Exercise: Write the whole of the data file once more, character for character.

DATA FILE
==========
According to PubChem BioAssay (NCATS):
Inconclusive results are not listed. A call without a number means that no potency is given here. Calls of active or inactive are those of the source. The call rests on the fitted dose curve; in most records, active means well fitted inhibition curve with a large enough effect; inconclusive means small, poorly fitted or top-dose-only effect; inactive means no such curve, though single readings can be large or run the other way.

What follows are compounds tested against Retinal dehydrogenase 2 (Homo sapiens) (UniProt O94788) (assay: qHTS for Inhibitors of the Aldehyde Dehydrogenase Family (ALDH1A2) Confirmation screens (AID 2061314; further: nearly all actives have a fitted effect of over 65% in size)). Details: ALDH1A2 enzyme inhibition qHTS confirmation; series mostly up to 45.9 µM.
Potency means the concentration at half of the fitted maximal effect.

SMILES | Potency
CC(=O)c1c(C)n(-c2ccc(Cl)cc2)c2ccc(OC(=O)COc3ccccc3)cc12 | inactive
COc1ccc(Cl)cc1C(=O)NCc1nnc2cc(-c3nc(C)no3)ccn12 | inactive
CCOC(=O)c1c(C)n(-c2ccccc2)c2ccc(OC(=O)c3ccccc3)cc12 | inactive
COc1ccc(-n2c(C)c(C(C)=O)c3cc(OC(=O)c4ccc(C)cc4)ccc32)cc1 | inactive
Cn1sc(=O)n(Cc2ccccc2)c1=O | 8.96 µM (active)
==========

According to PubChem BioAssay (NCATS):
Inconclusive results are not listed. A call without a number means that no potency is given here. Calls of active or inactive are those of the source. The call rests on the fitted dose curve; in most records, active means well fitted inhibition curve with a large enough effect; inconclusive means small, poorly fitted or top-dose-only effect; inactive means no such curve, though single readings can be large or run the other way.

What follows are compounds tested against Retinal dehydrogenase 2 (Homo sapiens) (UniProt O94788) (assay: qHTS for Inhibitors of the Aldehyde Dehydrogenase Family (ALDH1A2) Confirmation screens (AID 2061314; further: nearly all actives have a fitted effect of over 65% in size)). Details: ALDH1A2 enzyme inhibition qHTS confirmation; series mostly up to 45.9 µM.
Potency means the concentration at half of the fitted maximal effect.

SMILES | Potency
CC(=O)c1c(C)n(-c2ccc(Cl)cc2)c2ccc(OC(=O)COc3ccccc3)cc12 | inactive
COc1ccc(Cl)cc1C(=O)NCc1nnc2cc(-c3nc(C)no3)ccn12 | inactive
CCOC(=O)c1c(C)n(-c2ccccc2)c2ccc(OC(=O)c3ccccc3)cc12 | inactive
COc1ccc(-n2c(C)c(C(C)=O)c3cc(OC(=O)c4ccc(C)cc4)ccc32)cc1 | inactive
Cn1sc(=O)n(Cc2ccccc2)c1=O | 8.96 µM (active)